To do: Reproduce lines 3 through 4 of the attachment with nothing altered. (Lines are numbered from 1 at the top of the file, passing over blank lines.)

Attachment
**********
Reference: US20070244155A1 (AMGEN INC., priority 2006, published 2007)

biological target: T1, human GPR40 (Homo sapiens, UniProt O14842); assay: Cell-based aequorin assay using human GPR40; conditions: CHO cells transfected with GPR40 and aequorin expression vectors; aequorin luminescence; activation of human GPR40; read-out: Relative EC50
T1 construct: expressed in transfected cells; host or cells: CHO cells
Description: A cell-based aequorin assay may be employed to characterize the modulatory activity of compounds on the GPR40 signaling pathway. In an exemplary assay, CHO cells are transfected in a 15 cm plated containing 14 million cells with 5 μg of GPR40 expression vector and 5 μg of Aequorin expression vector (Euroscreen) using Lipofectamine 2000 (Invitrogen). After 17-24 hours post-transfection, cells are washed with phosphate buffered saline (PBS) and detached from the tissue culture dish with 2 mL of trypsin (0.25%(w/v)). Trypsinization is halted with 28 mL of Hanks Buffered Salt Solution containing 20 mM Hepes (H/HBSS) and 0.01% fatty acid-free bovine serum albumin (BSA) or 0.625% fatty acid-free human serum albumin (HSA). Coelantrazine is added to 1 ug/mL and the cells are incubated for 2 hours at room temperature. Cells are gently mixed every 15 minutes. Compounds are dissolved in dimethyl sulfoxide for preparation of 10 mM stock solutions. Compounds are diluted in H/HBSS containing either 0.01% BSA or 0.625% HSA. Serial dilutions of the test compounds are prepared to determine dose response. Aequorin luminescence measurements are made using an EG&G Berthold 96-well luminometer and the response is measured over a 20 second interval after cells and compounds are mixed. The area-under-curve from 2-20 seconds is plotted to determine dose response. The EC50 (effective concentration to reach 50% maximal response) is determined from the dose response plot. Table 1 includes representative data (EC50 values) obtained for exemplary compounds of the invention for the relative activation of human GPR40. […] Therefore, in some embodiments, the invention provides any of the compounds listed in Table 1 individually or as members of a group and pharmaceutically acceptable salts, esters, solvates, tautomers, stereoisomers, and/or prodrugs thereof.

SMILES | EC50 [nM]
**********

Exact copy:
T1 construct: expressed in transfected cells; host or cells: CHO cells
Description: A cell-based aequorin assay may be employed to characterize the modulatory activity of compounds on the GPR40 signaling pathway. In an exemplary assay, CHO cells are transfected in a 15 cm plated containing 14 million cells with 5 μg of GPR40 expression vector and 5 μg of Aequorin expression vector (Euroscreen) using Lipofectamine 2000 (Invitrogen). After 17-24 hours post-transfection, cells are washed with phosphate buffered saline (PBS) and detached from the tissue culture dish with 2 mL of trypsin (0.25%(w/v)). Trypsinization is halted with 28 mL of Hanks Buffered Salt Solution containing 20 mM Hepes (H/HBSS) and 0.01% fatty acid-free bovine serum albumin (BSA) or 0.625% fatty acid-free human serum albumin (HSA). Coelantrazine is added to 1 ug/mL and the cells are incubated for 2 hours at room temperature. Cells are gently mixed every 15 minutes. Compounds are dissolved in dimethyl sulfoxide for preparation of 10 mM stock solutions. Compounds are diluted in H/HBSS containing either 0.01% BSA or 0.625% HSA. Serial dilutions of the test compounds are prepared to determine dose response. Aequorin luminescence measurements are made using an EG&G Berthold 96-well luminometer and the response is measured over a 20 second interval after cells and compounds are mixed. The area-under-curve from 2-20 seconds is plotted to determine dose response. The EC50 (effective concentration to reach 50% maximal response) is determined from the dose response plot. Table 1 includes representative data (EC50 values) obtained for exemplary compounds of the invention for the relative activation of human GPR40. […] Therefore, in some embodiments, the invention provides any of the compounds listed in Table 1 individually or as members of a group and pharmaceutically acceptable salts, esters, solvates, tautomers, stereoisomers, and/or prodrugs thereof.